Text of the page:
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For some reason I have he following scenario:

On boot-up I'm launching a script which waits for a given amount of time and checks whether an SSH connection was astablished during this time window or not. If a connection is open, the script does action A, else it kills sshd and does B.

What would be the best way to detect an open connection? (The script can be written in Bash or Ruby)

thx

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2 Answers 2

up vote 3 down vote accepted

If you want to detect a current SSH session, use lsof -i :22 and look for it returning more than 2 lines or grep for ESTABLISHED:
[root@nemo ~]# lsof -i :22
COMMAND PID USER FD TYPE DEVICE SIZE NODE NAME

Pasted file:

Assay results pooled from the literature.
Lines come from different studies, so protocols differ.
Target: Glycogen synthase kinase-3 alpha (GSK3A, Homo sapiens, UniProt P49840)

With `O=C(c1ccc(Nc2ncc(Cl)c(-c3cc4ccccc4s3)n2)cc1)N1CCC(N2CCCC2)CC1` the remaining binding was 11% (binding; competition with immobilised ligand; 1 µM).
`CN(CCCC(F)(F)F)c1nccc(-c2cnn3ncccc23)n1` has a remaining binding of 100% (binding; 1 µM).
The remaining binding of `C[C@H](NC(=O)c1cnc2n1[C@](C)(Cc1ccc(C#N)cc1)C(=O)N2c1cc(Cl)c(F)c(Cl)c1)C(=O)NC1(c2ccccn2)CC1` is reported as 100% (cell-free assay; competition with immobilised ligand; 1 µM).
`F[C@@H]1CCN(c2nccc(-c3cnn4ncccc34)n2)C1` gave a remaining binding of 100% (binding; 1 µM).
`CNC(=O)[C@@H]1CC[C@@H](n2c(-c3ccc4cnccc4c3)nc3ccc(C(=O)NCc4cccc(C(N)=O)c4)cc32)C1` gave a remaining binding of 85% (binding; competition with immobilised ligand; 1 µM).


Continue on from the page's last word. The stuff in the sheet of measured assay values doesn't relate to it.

sshd 3772 root 3u IPv6 9906 TCP *:ssh (LISTEN)
sshd 21376 root 3r IPv6 159072 TCP myserver:ssh->someip:27813 (ESTABLISHED)
sshd 21381 james 3u IPv6 159072 TCP myserver:ssh->someip:27813 (ESTABLISHED)

To see if a session was opened at all, look for something similar to the following in /var/log/secure (on redhat/centos/fedora):
Sep 27 05:05:28 nemo sshd[21376]: Accepted password for james from some_ip port 27813 ssh2
If you allow authentication by means other than password, the log entries may be slightly different.

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public key: Sep 27 08:49:04 host sshd[13816]: Accepted publickey for user from some_ip port 54966 ssh2 –  Iain Sep 27 '10 at 9:21
    
For the archives: the log file is /var/log/auth.log in debian/ubuntu. –  Scolytus Sep 27 '10 at 10:06
#client connecting from ${CLIENT_IP} to local ssh listening on SSHD_IP default port

A() {
  echo "A"
}
B() {
  echo "B"
}
CLIENT_IP=""
SSHD_IP=""
sleeptime=5 #use this counter to sleep $sleeptime seconds, decrementing on match fail
while [ ${sleeptime} -gt 0 ] ; do
  netstat -nt |grep -q -E "${CLIENT_IP}:[0-9]+[[:space:]]+${SSHD_IP}:22[[:space:]]+ESTA"
  if [ $? -eq 0 ] ; then 
    A; exit 0
  else
    sleeptime=$((${sleeptime} - 1))
    sleep ${sleeptime}
  fi
done
kill -TERM `cat /var/run/sshd.pid`
B
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